Of Many Things

It’s almost a matter of pride among today’s journalists to show contempt for theology. When The Times’s Thomas Friedman wants to ridicule some proposal as ideological, captious or absurd, he refers to it as driven by “theology.” In contrast, cultural critics like Louis Menand, Roger Kimball and Andrew Delbanco know better. Then there’s the polymath George Steiner, whose familiarity with the Western tradition, including developments in science and mathematics, is truly staggering. His new book Grammars of Creation (Yale Univ. Press), which started off as the Gifford Lectures of 1990, offers a counterpoint to the “core-tiredness,” the images of sundown, twilight or closing time that seem to pervade the end-of-millennium spirit. Have our creative artists, Steiner asks, lost the theological virtue of hope? It’s as if they—or we—have misplaced the rationale of the future tense, the sense that our world is still pregnant with ifs and shall and will.

True, says Steiner, this loss of faith in the future—and in the humanizing influence of the arts—has been in serious decline ever since the start of the 20th century, and particularly since 1916 when Marcel Duchamp’s Dadaist revolt confronted the hecatombs of the Western Front. How could the classical canon of dead-white-European-males respond adequately to the organized horror of the past century? Answer: It couldn’t and didn’t. “The classic and Judaic ideal of man as ‘language animal,’ as uniquely defined by the dignity of speech,” says Steiner, “came to an end in the antilanguage of the death-camps.”

Still, the basic crisis of our time, Steiner insists, remains theological. Creativity in the arts, music and literature has always been underwritten in the West by theological premises. “At every significant point, Western philosophies of art and Western poetics draw their secular idiom from the substratum of Christological debate. Like no other event in our mental history, the postulate of God’s kenosis [self-emptying] through Jesus...that of our understanding and reception of the truth of art—a truth antithetical to the condemnation of the fictive in Plato.”

Plato, you will remember, wanted to ban poets. But after Christ and the “substantiation” of the supreme mystery in outward form, in the Eucharist, “the Western perception of flesh and of the metamorphic spirituality of matter alter. The human face and body are seen less as created in God’s image...than in that of the radiant or tortured Son. It is the cohabitation of radiance with torture, of resplendence with and within abjection, which distinguishes Western perception and representation after the life and Passion of Christ from that of antiquity.”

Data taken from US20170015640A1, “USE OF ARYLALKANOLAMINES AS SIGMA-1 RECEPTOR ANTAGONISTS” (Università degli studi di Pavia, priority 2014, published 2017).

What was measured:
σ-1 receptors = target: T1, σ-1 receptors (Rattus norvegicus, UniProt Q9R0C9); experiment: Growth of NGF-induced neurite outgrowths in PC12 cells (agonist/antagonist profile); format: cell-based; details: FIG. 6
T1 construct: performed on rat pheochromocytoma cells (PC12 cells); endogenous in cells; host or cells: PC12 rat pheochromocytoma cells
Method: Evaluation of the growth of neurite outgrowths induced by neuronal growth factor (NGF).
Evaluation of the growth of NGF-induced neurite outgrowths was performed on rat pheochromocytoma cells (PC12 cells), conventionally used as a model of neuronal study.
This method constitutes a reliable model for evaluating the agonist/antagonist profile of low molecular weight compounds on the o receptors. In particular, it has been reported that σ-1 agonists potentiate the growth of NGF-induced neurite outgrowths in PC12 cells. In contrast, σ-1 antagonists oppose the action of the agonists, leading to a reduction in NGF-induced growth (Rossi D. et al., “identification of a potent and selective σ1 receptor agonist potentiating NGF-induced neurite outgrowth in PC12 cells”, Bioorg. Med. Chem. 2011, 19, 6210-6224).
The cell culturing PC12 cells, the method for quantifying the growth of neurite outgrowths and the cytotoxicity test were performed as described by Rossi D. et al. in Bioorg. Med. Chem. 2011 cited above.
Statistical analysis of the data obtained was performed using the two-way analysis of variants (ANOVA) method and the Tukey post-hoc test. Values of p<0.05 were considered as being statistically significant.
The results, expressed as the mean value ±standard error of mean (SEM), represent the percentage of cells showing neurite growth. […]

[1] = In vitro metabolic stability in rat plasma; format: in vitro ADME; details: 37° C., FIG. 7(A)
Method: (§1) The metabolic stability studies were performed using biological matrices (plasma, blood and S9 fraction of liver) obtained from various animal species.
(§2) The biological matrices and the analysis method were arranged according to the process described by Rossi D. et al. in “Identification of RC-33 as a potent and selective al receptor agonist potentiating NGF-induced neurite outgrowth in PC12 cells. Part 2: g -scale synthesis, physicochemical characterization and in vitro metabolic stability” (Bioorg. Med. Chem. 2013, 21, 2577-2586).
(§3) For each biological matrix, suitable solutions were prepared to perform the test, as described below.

Thereafter artists had the duty to “make sense” of the sensory, to let an epiphany shine forth through the physical—as in the light that a Rembrandt or a Van Gogh give to a human body or a cornfield. “The poem, the statue, the portrait, the nave, tell of, provide lodging for a real presence. The sentence or pigment or carved stone are shone through. The image is an icon, a true fiction.” It is the materiality of the immaterial argued for in the wafer and the wine that endows the particulars of experience and of aesthetic representation with their truth functions.

Steiner reflects on Wittgenstein’s famous aphorism that the bare “facts” of the world are not and will never be the end of the matter. “This persuasion...is the begetter of our culture. It animates, literally, the fragile fabric of our identity which, in other respects and, again quite literally, is bestial. The intuition, the conjecture, so strangely resistant to falsification, that there is ‘otherness’ out of reach give to our elemental existence its pulse of unfulfilment. We are the creatures of a great thirst. Bent on coming home to a place we have never known.... More than homo sapiens, we are homo quarens, the animal that asks and asks.”

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